Publication statistics

Pub. period:2000-2012
Pub. count:31
Number of co-authors:80



Co-authors

Number of publications with 3 favourite co-authors:

W. Keith Edwards:11
Mark S. Ackerman:7
Jana Z. Sedivy:6

 

 

Productive colleagues

Mark W. Newman's 3 most productive colleagues in number of publications:

James A. Landay:91
Anind K. Dey:71
Mark S. Ackerman:67
 
 
 

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Mark W. Newman

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Personal Homepage:
mwnewman.people.si.umich.edu/

I am an assistant professor in the School of Information at the University of Michigan. My research interests lie broadly in the field of human-computer interaction, and particularly in the areas of ubiquitous computing and end-user programming. Prior to the Summer of 2007, I was a research scientist at the Palo Alto Research Center (PARC, formerly known as Xerox PARC) and a doctoral candidate in Computer Science at UC Berkeley.

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Publications by Mark W. Newman (bibliography)

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2012
 
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Dong, Tao, Ackerman, Mark S. and Newman, Mark W. (2012): Social overlays: augmenting existing UIs with social cues. In: Companion Proceedings of ACM CSCW12 Conference on Computer-Supported Cooperative Work 2012. pp. 79-82.

Social Overlays is a novel toolkit that provides a generalized mechanism for implementing socially-based help on the Web without requiring access to the source code for the target application. As such, third-party developers can use Social Overlays to augment any existing web-based UI with a variety of social navigation cues. We demonstrate the capability of Social Overlays through an example application augmenting the standard PHP configuration page.

© All rights reserved Dong et al. and/or ACM Press

 
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Chang, Yung-Ju and Newman, Mark W. (2012): Understanding how trace segmentation impacts transportation mode detection. In: Proceedings of the 2012 International Conference on Uniquitous Computing 2012. pp. 625-626.

Transportation mode (TM) detection is one of the activity recognition tasks in ubiquitous computing. A number of previous studies have compared the performance of various classifiers for TM detection. However, the current study is the first work aiming to understand how TM detection performance is impacted by how the recorded location traces are segmented into data segments for training a classifier. In our preliminary experiments we examine three trace segmentation (TS) methods -- Uniform Duration (UniDur), Uniform Number of Location Points (UniNP), and Uniform Distance (UniDis) -- and compare their performance on detecting different transportation modes. The results indicate that while driving can be more accurately detected by using UniDis method, walking and bus can be more accurately detected by using UniDur method. This suggests that choosing a right TS method for training a TM classifier is an important step to accurately detect particular transportation modes.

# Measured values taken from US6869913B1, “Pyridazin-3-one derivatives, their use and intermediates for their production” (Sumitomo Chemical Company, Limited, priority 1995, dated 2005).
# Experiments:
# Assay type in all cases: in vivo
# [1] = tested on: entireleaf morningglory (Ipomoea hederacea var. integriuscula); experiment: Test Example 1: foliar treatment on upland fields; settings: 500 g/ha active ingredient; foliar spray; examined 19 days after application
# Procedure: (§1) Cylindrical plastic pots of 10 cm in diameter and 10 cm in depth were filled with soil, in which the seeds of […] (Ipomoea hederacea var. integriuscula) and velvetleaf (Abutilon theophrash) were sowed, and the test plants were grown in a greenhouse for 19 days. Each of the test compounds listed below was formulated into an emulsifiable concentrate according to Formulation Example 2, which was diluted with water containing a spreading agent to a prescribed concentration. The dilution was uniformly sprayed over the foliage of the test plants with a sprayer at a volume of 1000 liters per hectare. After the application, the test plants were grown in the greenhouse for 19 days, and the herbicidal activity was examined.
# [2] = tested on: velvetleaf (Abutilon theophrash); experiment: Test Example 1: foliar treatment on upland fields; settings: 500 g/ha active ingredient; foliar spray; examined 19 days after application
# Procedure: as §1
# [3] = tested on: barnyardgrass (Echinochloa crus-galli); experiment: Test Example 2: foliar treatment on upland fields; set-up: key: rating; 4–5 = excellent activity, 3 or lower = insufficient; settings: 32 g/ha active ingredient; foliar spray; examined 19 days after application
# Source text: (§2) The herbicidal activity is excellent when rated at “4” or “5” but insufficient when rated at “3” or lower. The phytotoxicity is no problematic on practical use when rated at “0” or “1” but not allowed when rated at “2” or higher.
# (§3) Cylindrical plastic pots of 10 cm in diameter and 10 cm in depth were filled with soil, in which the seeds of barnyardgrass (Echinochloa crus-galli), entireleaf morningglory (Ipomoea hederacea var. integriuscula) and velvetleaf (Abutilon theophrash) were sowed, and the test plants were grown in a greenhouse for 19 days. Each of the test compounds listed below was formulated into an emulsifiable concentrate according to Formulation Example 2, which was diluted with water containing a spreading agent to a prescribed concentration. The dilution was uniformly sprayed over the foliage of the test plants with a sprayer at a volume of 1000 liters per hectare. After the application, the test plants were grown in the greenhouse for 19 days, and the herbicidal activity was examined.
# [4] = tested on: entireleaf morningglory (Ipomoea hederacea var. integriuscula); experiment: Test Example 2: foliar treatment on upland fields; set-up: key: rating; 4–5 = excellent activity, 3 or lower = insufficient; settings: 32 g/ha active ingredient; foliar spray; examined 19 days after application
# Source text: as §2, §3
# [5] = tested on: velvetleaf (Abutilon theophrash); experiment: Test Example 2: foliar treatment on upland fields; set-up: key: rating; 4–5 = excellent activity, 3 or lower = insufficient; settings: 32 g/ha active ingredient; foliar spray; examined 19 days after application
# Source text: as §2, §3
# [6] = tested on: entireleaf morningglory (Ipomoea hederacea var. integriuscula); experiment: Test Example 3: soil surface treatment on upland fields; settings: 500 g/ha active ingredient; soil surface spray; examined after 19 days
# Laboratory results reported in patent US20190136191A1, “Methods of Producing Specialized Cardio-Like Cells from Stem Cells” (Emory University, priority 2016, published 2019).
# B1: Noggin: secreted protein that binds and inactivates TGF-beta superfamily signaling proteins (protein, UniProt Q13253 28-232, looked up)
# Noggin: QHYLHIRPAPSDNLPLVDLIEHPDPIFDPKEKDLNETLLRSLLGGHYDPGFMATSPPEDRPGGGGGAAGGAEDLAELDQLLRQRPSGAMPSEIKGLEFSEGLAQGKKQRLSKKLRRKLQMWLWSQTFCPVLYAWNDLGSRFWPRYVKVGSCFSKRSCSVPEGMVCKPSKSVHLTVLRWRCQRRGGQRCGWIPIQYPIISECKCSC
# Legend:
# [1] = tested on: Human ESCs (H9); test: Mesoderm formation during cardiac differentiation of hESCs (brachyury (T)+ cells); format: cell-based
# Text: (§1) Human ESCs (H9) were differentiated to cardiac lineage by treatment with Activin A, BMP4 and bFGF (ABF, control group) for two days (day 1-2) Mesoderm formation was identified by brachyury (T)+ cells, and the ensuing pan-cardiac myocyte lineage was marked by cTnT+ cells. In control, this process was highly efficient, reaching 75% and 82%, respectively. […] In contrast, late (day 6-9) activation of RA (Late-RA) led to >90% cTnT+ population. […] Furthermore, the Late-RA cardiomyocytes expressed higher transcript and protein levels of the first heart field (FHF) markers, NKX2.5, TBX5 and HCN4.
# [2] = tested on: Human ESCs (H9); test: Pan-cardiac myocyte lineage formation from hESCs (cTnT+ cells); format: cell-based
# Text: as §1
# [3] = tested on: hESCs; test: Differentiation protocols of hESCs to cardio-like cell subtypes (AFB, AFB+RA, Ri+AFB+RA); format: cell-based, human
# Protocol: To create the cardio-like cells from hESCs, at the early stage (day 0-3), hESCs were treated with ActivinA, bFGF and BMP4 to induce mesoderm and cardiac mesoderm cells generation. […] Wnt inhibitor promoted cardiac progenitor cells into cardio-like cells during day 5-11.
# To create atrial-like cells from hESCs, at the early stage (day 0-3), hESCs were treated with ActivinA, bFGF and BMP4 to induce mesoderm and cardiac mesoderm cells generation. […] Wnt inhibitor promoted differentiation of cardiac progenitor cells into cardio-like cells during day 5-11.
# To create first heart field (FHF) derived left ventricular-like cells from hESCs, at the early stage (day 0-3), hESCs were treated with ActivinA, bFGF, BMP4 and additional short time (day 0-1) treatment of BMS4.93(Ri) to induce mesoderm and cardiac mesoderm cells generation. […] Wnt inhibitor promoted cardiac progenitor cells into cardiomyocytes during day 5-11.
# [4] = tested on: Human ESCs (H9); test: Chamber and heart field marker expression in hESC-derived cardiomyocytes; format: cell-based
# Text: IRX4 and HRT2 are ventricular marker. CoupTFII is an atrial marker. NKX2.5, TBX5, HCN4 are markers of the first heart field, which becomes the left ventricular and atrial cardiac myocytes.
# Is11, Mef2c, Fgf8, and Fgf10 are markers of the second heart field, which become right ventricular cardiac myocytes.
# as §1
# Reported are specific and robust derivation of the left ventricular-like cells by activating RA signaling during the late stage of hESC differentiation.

© All rights reserved Chang and Newman and/or ACM Press

 
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Yang, Rayoung and Newman, Mark W. (2012): Living with an intelligent thermostat: advanced control for heating and cooling systems. In: Proceedings of the 2012 International Conference on Uniquitous Computing 2012. pp. 1102-1107.

In order to better understand the opportunities and challenges of an intelligent system in the home, we studied the lived experience of a thermostat, the Nest. The Nest utilizes machine learning, sensing, and networking technology, as well as eco-feedback features. To date, we have conducted six interviews and one diary study. Our findings show that improved interfaces through web and mobile applications changed the interactions between users and their home system. Intelligibility and accuracy of the machine learning and sensing technology influenced the way participants perceive and adapt to the system. The convenient control over the system combined with limitations of the technology may have prevented the desired energy savings. These findings assert that thoughtful, continuous involvement from users is critical to the desired system performance and the success of interventions to promote sustainable choices. We suggest that an intelligent system in the home requires improved intelligibility and a better way in which users can provide deliberate input to the system.

© All rights reserved Yang and Newman and/or ACM Press

2011
 
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Newman, Mark W., Lauterbach, Debra, Munson, Sean A., Resnick, Paul and Morris, Margaret E. (2011): It's not that I don't have problems, I'm just not putting them on Facebook: challenges and opportunities in using online social networks for health. In: Proceedings of ACM CSCW11 Conference on Computer-Supported Cooperative Work 2011. pp. 341-350.

To understand why and how people share health information online, we interviewed fourteen people with significant health concerns who participate in both online health communities and Facebook. Qualitative analysis of these interviews highlighted the ways that people think about with whom and how to share different types of information as they pursue social goals related to their personal health, including emotional support, motivation, accountability, and advice. Our study suggests that success in these goals depends on how well they develop their social networks and how effectively they communicate within those networks. Effective communication is made more challenging by the need to strike a balance between sharing information related to specific needs and the desire to manage self-presentation. Based on these observations, we outline a set of design opportunities for future systems to support health-oriented social interactions online, including tools to help users shape their social networks and communicate effectively within those.